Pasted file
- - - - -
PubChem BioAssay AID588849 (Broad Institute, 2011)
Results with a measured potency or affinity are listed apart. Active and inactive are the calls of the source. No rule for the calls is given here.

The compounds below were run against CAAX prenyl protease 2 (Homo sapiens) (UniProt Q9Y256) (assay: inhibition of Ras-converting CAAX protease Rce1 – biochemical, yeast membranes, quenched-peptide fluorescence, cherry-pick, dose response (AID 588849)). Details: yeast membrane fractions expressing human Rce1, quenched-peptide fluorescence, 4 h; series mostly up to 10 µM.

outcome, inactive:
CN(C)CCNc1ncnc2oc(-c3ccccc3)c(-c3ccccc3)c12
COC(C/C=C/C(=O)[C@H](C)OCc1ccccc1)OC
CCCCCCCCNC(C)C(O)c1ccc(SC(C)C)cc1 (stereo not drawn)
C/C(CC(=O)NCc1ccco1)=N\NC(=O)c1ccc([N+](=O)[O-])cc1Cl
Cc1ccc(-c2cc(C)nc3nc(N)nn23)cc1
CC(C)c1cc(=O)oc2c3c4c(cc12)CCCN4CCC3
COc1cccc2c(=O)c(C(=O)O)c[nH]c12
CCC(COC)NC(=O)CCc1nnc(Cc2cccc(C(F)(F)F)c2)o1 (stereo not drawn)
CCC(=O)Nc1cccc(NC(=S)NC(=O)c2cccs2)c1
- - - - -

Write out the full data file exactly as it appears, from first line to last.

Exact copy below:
PubChem BioAssay AID588849 (Broad Institute, 2011)
Results with a measured potency or affinity are listed apart. Active and inactive are the calls of the source. No rule for the calls is given here.

The compounds below were run against CAAX prenyl protease 2 (Homo sapiens) (UniProt Q9Y256) (assay: inhibition of Ras-converting CAAX protease Rce1 – biochemical, yeast membranes, quenched-peptide fluorescence, cherry-pick, dose response (AID 588849)). Details: yeast membrane fractions expressing human Rce1, quenched-peptide fluorescence, 4 h; series mostly up to 10 µM.

outcome, inactive:
CN(C)CCNc1ncnc2oc(-c3ccccc3)c(-c3ccccc3)c12
COC(C/C=C/C(=O)[C@H](C)OCc1ccccc1)OC
CCCCCCCCNC(C)C(O)c1ccc(SC(C)C)cc1 (stereo not drawn)
C/C(CC(=O)NCc1ccco1)=N\NC(=O)c1ccc([N+](=O)[O-])cc1Cl
Cc1ccc(-c2cc(C)nc3nc(N)nn23)cc1
CC(C)c1cc(=O)oc2c3c4c(cc12)CCCN4CCC3
COc1cccc2c(=O)c(C(=O)O)c[nH]c12
CCC(COC)NC(=O)CCc1nnc(Cc2cccc(C(F)(F)F)c2)o1 (stereo not drawn)
CCC(=O)Nc1cccc(NC(=S)NC(=O)c2cccs2)c1